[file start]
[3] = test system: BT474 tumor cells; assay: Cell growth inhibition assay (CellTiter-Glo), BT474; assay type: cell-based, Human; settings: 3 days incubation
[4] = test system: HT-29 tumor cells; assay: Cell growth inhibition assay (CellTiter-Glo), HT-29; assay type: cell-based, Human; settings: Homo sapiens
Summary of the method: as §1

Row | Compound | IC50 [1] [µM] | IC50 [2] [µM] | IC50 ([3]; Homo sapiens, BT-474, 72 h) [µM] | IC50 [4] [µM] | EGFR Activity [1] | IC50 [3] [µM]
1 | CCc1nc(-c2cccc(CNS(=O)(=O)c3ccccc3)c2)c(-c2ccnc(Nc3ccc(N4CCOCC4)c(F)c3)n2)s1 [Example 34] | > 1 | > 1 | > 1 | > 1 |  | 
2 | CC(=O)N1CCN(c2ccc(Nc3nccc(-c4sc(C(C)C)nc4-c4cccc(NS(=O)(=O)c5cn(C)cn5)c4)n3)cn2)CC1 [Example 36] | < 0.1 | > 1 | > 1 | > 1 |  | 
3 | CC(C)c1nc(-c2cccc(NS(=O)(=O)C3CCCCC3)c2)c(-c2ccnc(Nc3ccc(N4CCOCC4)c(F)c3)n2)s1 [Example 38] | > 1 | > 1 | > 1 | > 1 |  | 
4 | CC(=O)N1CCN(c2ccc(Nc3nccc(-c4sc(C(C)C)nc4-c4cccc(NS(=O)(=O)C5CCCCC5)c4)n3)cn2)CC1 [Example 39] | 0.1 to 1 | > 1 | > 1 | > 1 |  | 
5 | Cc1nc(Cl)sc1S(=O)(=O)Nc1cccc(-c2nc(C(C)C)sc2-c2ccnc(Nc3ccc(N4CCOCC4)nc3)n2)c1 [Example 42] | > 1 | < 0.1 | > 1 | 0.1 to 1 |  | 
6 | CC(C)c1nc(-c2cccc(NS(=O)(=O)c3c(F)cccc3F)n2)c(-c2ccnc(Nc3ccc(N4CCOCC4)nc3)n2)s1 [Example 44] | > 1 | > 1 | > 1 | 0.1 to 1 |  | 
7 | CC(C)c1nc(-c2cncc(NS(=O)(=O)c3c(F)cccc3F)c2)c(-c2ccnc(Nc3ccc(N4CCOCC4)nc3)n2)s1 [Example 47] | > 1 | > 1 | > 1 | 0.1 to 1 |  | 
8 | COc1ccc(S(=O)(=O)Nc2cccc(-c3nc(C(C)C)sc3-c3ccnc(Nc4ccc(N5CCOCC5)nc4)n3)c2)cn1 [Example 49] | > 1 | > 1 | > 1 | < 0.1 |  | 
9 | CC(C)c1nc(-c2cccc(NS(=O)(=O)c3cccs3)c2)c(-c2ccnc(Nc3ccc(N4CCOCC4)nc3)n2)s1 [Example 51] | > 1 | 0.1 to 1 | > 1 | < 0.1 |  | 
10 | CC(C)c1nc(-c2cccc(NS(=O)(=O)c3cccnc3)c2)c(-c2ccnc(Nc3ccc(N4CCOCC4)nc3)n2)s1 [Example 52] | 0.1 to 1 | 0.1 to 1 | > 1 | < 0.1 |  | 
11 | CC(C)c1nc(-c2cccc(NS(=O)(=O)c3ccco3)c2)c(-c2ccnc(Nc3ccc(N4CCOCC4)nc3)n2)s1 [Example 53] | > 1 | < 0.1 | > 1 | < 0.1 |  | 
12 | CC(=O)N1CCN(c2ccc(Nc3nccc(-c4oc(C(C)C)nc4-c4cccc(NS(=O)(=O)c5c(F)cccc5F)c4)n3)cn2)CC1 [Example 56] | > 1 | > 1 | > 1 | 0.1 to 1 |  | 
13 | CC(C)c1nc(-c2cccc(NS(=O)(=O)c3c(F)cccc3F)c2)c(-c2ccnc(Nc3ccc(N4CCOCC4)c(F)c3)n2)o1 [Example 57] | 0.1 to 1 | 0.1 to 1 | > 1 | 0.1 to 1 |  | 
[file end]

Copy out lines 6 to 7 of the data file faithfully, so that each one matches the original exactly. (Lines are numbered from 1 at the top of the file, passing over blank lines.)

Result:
2 | CC(=O)N1CCN(c2ccc(Nc3nccc(-c4sc(C(C)C)nc4-c4cccc(NS(=O)(=O)c5cn(C)cn5)c4)n3)cn2)CC1 [Example 36] | < 0.1 | > 1 | > 1 | > 1 |  | 
3 | CC(C)c1nc(-c2cccc(NS(=O)(=O)C3CCCCC3)c2)c(-c2ccnc(Nc3ccc(N4CCOCC4)c(F)c3)n2)s1 [Example 38] | > 1 | > 1 | > 1 | > 1 |  | 